NEW ORLEANS — If any popular-music festival was built to last an unbroken 50 years, it’s the New Orleans Jazz & Heritage Festival. It was already looking back when it started in 1970, assembling a Louisiana Heritage Fair of music and food traditions to glorify connection and continuity. Many of the musical styles it brought together were already generations old. So what’s another half-century?
This year’s Jazz Fest, as everyone calls it, finished its first four-day weekend on Sunday (it continues May 2-5). It’s an institution dedicated to its home city’s particular local and regional culture: not a trademark revived for anniversaries, like Woodstock, or a reboot tied to a cherished name, like the Newport Folk Festival. Jazz Fest’s booking policy leans toward musicians who share something — funk, fiddles, accordions, carnivals, French and Afro-Caribbean connections — with Louisiana lore. And the festival’s physical layout is designed to encourage discoveries. The path from the two main stages to the blues, gospel and jazz tents leads past a Cultural Exchange Pavilion featuring world music and the Jazz & Heritage stage with performances by brass bands and Mardi Gras Indians, New Orleans’s miracles.
Jazz Fest has built its attendance in recent years by adding more pop hitmakers at the top of its bills. But where many pop festivals are simply run-throughs of touring road shows, Jazz Fest visitors tend to incorporate something of New Orleans, having local musicians sit in and savoring the city’s charms. For her appearance on Saturday, Katy Perry performed her hits, but she had her stage set emblazoned with exhortations from the New Orleans-born poet Cleo Wade, and she used the Soul Rebels brass band as a horn section. More than 300 groups performed in the festival’s first four days. I heard a fraction of them, but here are 13 of the standouts.
Jazz Fest presents New Orleans music as both a polyglot cultural mix and as a fountainhead of ideas. Santana’s multifaceted, proudly bilingual blues-Latin-rock-jazz-pop catalog invokes its own migrations and fusions, now linked to messages of positive thinking and global healing. An extended set touched down periodically on hits, with Carlos Santana re-creating his familiar guitar solos only to take off from there. There was ample room for excursions into jazz, boogaloo, cumbia and even a hard-rock version of John Lennon’s “Imagine” sung by Cindy Blackman Santana, Carlos’s wife and the band’s indefatigable drummer. Trombone Shorty, from New Orleans, joined the band for an encore that free-associated through Jimi Hendrix, Swamp Dogg, the Rolling Stones, the Beatles, “Fever” and the New Orleans piano standard “Big Chief.”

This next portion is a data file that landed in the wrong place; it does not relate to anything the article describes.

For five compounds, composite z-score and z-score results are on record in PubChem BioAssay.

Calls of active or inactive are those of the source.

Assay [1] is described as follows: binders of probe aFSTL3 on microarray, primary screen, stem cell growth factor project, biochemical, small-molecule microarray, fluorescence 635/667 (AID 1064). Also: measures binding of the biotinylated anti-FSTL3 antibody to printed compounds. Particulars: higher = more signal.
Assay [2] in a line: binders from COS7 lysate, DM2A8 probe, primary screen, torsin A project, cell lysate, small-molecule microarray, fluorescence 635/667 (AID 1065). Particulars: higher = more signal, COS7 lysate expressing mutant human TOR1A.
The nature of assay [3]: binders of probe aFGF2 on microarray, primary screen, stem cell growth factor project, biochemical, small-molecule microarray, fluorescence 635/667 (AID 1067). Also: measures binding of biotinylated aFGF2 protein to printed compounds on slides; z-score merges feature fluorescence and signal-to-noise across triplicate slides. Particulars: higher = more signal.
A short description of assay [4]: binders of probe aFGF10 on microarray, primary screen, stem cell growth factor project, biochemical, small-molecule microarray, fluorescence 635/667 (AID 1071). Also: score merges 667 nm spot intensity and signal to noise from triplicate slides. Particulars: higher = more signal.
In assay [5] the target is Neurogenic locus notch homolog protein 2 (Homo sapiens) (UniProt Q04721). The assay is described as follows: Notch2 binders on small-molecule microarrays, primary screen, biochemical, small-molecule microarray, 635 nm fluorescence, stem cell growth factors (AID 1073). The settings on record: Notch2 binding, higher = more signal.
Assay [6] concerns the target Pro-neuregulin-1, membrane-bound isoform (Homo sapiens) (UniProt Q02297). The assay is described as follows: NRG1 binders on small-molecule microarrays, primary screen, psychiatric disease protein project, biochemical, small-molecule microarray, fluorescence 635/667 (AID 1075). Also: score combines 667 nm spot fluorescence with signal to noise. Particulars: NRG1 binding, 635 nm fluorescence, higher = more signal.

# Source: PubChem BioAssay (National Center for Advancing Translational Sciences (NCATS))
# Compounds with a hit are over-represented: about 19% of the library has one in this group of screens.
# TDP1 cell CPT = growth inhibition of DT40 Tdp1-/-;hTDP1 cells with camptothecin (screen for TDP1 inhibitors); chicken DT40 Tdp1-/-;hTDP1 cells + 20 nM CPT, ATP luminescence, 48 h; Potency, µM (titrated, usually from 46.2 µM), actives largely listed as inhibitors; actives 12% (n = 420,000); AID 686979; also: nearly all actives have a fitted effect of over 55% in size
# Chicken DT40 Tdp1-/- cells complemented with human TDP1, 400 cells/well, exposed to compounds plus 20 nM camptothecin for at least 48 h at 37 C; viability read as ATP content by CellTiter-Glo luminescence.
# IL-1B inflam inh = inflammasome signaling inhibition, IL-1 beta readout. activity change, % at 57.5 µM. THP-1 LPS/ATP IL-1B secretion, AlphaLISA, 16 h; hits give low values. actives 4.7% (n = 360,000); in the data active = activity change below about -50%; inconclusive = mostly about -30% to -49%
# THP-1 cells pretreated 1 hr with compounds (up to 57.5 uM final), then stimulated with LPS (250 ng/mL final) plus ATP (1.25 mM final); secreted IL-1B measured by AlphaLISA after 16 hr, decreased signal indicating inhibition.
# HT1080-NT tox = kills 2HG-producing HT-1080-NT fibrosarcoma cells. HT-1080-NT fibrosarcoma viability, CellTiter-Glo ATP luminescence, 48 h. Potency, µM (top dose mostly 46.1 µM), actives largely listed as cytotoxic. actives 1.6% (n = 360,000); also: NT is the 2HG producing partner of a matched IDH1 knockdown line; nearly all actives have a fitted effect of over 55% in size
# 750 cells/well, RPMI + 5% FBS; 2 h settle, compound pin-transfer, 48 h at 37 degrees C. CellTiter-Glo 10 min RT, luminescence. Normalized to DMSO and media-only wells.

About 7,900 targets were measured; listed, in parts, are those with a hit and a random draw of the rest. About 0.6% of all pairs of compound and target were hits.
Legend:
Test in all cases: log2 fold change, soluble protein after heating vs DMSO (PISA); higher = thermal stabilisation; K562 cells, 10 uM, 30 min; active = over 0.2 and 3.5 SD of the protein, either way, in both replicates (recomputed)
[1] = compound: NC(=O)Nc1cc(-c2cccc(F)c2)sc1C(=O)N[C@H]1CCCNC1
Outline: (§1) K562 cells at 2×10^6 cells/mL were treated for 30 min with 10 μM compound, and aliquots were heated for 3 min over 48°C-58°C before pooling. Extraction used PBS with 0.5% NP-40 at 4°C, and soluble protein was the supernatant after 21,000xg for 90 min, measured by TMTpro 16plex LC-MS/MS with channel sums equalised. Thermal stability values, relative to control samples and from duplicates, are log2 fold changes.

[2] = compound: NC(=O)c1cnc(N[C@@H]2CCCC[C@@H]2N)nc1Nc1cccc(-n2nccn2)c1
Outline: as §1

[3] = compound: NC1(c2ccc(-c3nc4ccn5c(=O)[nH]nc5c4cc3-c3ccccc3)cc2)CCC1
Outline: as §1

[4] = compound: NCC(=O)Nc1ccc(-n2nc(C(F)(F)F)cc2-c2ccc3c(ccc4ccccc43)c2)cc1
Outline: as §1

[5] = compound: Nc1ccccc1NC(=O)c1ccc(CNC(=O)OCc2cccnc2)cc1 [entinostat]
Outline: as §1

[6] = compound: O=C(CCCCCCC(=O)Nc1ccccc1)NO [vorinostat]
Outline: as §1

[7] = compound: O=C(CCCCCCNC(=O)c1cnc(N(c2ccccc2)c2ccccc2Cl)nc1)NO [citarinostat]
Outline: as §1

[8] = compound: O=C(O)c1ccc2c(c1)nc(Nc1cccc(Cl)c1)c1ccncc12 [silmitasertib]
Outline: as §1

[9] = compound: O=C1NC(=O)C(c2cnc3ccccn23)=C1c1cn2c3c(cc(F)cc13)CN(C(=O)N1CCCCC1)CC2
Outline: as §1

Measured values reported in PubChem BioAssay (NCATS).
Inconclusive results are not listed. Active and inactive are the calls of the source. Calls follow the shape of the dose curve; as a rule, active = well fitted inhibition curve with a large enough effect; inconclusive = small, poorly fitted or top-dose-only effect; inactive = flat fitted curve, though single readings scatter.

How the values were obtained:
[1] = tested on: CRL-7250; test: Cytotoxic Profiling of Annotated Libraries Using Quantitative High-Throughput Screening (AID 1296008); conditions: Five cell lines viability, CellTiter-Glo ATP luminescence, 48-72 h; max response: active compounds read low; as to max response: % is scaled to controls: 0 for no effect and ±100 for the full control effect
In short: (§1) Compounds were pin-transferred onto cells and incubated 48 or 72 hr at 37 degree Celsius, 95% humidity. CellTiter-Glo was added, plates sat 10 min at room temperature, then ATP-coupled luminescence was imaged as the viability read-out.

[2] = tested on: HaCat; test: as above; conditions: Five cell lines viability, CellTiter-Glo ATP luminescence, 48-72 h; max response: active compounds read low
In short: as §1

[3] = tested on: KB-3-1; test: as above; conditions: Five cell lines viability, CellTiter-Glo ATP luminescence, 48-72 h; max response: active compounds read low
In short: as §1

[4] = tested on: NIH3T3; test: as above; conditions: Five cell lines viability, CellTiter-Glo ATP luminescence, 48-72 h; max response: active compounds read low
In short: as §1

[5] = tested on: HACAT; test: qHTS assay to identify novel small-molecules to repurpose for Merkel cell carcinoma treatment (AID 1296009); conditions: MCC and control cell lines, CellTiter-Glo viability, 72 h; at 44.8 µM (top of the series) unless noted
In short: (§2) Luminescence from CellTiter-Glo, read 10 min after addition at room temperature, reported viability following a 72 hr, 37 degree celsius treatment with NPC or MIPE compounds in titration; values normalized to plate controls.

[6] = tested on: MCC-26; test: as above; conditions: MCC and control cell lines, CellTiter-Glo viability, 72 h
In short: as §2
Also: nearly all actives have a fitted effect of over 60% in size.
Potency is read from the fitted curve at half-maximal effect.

Ellis Marsalis Family Tribute
The pianist Ellis Marsalis was part of the first Jazz Fest. This year, his four musician sons — Wynton on trumpet, Branford on saxophones, Delfeayo on trombone and Jason on drums — joined him to perform his own compositions. The pieces traversed New Orleans jazz from slightly skewed traditionalism to knotty modernism; solos navigated every twist with brawn and panache. After featuring students from a music school established after Hurricane Katrina and named after Ellis Marsalis, the set concluded with the four sons raucously parading all around the jazz tent.
The soul hits Irma Thomas had from 1959 into the 1960s seesaw between womanly sass (“Don’t Mess With My Man”) and lovesick loneliness (“Ruler of My Heart”). They didn’t quite establish her as a nationwide star, but she became a New Orleans mainstay, and she still sings them with bluesy passion and a trumpetlike clarity. She wished Mick Jagger — whose heart surgery made the Rolling Stones drop out of Jazz Fest — a speedy recovery, but also reminded the crowd that she sang “Time Is on My Side” before he did. And when she moved into a medley of second-line songs and called for people to wave something in the air — handkerchiefs, hats — thousands of listeners happily obeyed.
Flashy, two-fisted piano players are central to the sound of New Orleans. “Piano Professors” was one of the many tribute sets that are increasingly part of Jazz Fest, as — over the last 50 years — mortality has claimed indispensable musicians like Professor Longhair, Allen Toussaint and James Booker. Five of their students and inheritors showed what they’ve learned in a brisk set of impossible-sounding piano solos that demanded propulsion, depth and sparkle. Tom McDermott mastered fearsome Jelly Roll Morton compositions like the aptly-titled “Finger Breaker”; Davell Crawford, even brawnier and wilder, flung tremolos and glissandos all over the place in a Booker tribute. They’re local luminaries who are too little known outside New Orleans.
Bonnie Raitt first played Jazz Fest in 1977 and has returned often. She praised it from the stage as a refuge for the “endangered species” of “roots music,” the blues, country, soul and funk that infuse her songs about love and honest acceptance. She augmented her band with two New Orleans-based keyboardists whom she has collaborated with through the years, Jon Cleary and Ivan Neville. And with Jazz Fest serendipity, she brought out Boz Scaggs — who had performed the night before — to join her and Cleary singing a Toussaint song all three have recorded, “What Do You Want the Girl to Do”; they turned it into a hymn.